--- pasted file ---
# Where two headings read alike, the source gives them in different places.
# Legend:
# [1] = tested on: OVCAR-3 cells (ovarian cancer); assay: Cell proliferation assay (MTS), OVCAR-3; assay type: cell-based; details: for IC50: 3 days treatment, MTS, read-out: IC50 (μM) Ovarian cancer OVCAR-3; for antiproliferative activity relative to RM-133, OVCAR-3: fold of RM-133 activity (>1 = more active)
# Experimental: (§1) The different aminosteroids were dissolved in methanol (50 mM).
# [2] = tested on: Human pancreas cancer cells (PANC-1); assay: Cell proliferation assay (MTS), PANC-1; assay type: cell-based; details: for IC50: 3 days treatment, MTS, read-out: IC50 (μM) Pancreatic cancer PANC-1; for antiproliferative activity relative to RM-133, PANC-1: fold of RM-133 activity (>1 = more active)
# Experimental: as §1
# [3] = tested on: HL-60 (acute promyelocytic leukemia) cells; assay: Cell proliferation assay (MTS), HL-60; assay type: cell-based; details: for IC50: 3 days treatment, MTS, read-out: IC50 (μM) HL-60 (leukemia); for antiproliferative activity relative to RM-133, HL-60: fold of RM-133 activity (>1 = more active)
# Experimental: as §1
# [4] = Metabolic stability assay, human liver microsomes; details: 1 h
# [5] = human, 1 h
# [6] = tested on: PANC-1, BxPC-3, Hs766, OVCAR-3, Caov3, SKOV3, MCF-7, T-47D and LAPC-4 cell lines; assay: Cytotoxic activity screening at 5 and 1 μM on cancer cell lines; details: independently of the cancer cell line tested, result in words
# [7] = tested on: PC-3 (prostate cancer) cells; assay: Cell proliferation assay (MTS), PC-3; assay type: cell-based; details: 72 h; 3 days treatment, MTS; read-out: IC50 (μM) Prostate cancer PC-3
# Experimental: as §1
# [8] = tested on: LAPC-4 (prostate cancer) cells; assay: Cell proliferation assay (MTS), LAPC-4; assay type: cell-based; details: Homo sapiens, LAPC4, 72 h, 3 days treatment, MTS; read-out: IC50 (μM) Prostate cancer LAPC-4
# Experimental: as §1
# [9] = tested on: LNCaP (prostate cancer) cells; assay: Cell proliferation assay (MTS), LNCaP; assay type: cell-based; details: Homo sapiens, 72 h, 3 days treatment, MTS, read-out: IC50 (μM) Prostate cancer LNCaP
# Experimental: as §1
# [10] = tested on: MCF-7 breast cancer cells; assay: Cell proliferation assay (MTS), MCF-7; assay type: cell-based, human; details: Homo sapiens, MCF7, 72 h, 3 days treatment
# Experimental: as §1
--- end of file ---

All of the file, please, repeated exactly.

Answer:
# Where two headings read alike, the source gives them in different places.
# Legend:
# [1] = tested on: OVCAR-3 cells (ovarian cancer); assay: Cell proliferation assay (MTS), OVCAR-3; assay type: cell-based; details: for IC50: 3 days treatment, MTS, read-out: IC50 (μM) Ovarian cancer OVCAR-3; for antiproliferative activity relative to RM-133, OVCAR-3: fold of RM-133 activity (>1 = more active)
# Experimental: (§1) The different aminosteroids were dissolved in methanol (50 mM).
# [2] = tested on: Human pancreas cancer cells (PANC-1); assay: Cell proliferation assay (MTS), PANC-1; assay type: cell-based; details: for IC50: 3 days treatment, MTS, read-out: IC50 (μM) Pancreatic cancer PANC-1; for antiproliferative activity relative to RM-133, PANC-1: fold of RM-133 activity (>1 = more active)
# Experimental: as §1
# [3] = tested on: HL-60 (acute promyelocytic leukemia) cells; assay: Cell proliferation assay (MTS), HL-60; assay type: cell-based; details: for IC50: 3 days treatment, MTS, read-out: IC50 (μM) HL-60 (leukemia); for antiproliferative activity relative to RM-133, HL-60: fold of RM-133 activity (>1 = more active)
# Experimental: as §1
# [4] = Metabolic stability assay, human liver microsomes; details: 1 h
# [5] = human, 1 h
# [6] = tested on: PANC-1, BxPC-3, Hs766, OVCAR-3, Caov3, SKOV3, MCF-7, T-47D and LAPC-4 cell lines; assay: Cytotoxic activity screening at 5 and 1 μM on cancer cell lines; details: independently of the cancer cell line tested, result in words
# [7] = tested on: PC-3 (prostate cancer) cells; assay: Cell proliferation assay (MTS), PC-3; assay type: cell-based; details: 72 h; 3 days treatment, MTS; read-out: IC50 (μM) Prostate cancer PC-3
# Experimental: as §1
# [8] = tested on: LAPC-4 (prostate cancer) cells; assay: Cell proliferation assay (MTS), LAPC-4; assay type: cell-based; details: Homo sapiens, LAPC4, 72 h, 3 days treatment, MTS; read-out: IC50 (μM) Prostate cancer LAPC-4
# Experimental: as §1
# [9] = tested on: LNCaP (prostate cancer) cells; assay: Cell proliferation assay (MTS), LNCaP; assay type: cell-based; details: Homo sapiens, 72 h, 3 days treatment, MTS, read-out: IC50 (μM) Prostate cancer LNCaP
# Experimental: as §1
# [10] = tested on: MCF-7 breast cancer cells; assay: Cell proliferation assay (MTS), MCF-7; assay type: cell-based, human; details: Homo sapiens, MCF7, 72 h, 3 days treatment
# Experimental: as §1